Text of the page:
My wife and I are located in the Largent, W.V. area, approximately an hour from Winchester, Va.; Martinsburg, W.V.; and Hagerstown, Md. Our house is situated in a niche within a tall limestone outcropping. The Cacapon River sits thirty feet below us, the remainder of the outcropping and the mountain within which it resides rise above. The house has a flat roof of six hundred square feet that shelters two bedrooms below. It also extends out another ten feet, directly overhanging the river’s shore. Accessing the roof from below would be challenging.
This roof also serves as a deck that is used daily during warm months. Patio furniture and a large circular wooden picnic table are located on this deck. Our eighty pound dog can often be found on the deck when we are there.
The current roof, which looks to be at least ten years old, is torch-down modified bitumen. There is at least one leak of significance with some attendant rot. Cracks are starting to appear on the roofing material. We are patching with an asphalt suitable product as we go.
Most local roofers will not touch this job. They deal exclusively in three-tab and metal residential roofing. They are not familiar with the techniques and material used on flat roofs of this type.
The one quote I received from an outfit out of Hagerstown recommended a layer of half inch IsoGard directly over the current roof, rot and all, with a final TPO covering. I was surprised by this potential solution. Everything I know about isoboard suggests that even even walking for simple maintenance purposes can lead to damage. This company refused to offer further info regarding their solution.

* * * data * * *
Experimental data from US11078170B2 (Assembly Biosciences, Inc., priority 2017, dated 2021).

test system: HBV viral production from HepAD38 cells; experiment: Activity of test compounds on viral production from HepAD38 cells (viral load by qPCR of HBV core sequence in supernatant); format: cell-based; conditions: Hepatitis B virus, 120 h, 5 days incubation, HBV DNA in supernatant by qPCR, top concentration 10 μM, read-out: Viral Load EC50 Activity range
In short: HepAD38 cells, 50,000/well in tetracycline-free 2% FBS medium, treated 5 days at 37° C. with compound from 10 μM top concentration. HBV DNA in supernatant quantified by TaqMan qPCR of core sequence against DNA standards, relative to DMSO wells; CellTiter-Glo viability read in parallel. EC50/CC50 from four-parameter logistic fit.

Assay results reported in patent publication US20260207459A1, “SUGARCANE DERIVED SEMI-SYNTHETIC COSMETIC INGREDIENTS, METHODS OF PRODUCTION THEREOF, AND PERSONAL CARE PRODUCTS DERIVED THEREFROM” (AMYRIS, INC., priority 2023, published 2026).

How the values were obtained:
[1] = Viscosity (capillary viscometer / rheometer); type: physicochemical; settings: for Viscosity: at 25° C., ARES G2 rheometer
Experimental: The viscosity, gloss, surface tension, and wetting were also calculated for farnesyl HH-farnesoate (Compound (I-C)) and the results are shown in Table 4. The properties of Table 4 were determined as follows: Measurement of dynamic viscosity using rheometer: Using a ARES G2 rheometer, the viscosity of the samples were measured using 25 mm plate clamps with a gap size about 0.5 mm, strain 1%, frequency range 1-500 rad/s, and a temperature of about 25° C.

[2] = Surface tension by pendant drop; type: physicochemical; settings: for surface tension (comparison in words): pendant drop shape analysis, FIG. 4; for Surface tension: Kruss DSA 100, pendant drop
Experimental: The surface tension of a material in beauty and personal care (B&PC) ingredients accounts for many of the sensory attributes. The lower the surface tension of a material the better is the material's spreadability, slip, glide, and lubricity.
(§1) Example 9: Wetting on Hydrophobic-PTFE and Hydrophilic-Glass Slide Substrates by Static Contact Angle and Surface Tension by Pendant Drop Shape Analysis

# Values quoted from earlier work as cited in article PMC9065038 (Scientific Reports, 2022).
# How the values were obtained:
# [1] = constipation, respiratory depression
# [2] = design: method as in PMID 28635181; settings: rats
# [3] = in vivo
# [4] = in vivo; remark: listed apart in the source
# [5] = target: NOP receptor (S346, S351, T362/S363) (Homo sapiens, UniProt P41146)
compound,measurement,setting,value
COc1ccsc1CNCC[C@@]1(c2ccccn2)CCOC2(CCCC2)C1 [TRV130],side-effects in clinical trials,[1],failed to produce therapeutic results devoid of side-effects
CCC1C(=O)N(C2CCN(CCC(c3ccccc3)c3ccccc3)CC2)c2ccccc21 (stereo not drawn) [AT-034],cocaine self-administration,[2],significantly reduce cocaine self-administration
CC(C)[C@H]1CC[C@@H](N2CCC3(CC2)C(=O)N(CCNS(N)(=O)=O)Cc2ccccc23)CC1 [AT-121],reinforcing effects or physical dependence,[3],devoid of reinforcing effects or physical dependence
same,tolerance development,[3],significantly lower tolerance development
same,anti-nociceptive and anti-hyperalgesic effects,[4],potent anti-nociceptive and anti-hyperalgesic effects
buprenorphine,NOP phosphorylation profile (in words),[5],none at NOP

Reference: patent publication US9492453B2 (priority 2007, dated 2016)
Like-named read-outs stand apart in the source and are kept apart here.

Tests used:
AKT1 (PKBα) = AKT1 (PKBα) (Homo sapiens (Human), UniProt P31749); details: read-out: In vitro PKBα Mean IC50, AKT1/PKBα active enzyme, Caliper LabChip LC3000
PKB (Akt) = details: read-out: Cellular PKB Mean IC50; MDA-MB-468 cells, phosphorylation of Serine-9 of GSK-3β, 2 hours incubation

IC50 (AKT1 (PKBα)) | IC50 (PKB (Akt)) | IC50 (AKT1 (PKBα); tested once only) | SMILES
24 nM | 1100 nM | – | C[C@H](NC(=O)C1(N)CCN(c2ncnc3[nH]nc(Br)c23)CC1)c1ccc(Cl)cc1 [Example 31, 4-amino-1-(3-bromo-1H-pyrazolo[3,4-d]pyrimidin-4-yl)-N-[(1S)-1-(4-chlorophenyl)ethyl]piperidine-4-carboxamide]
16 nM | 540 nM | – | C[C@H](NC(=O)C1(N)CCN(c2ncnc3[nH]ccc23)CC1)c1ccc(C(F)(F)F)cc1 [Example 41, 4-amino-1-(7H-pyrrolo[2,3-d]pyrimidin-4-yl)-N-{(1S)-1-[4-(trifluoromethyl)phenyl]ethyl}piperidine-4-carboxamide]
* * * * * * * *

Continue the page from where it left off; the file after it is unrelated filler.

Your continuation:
I have several questions:
Is the IsoGard solution realistic? Will it endure the type of usage we would subject it to?
From what I’ve read, there is no material currently on the market that can provide a simple and sound solution for such an environment. Everything is a compromise. Is this true?
We are in our seventies. If lucky, we probably have no more than five to ten additional years here. Is there one solution that you would regard as most practical for us when considering initial cost and durability?
Is there a lightweight, walking deck material that could be installed over whatever is eventually used that would provide real protection from above, but not create damage below? Walking decks of stone, etc. are not possible. The roof simply would not support such weight.
I don’t know if roofer recommendations are allowed on this site. If they are, I’d appreciate any that might be offered. Over the years, we’ve found roofers to be an independent lot, but one that was always willing to make an effort. Over the past five years, we’ve found getting quotes amazingly difficult both here in W.V. and also in South Jersey.
Thanks in advance for any meaningful suggestions.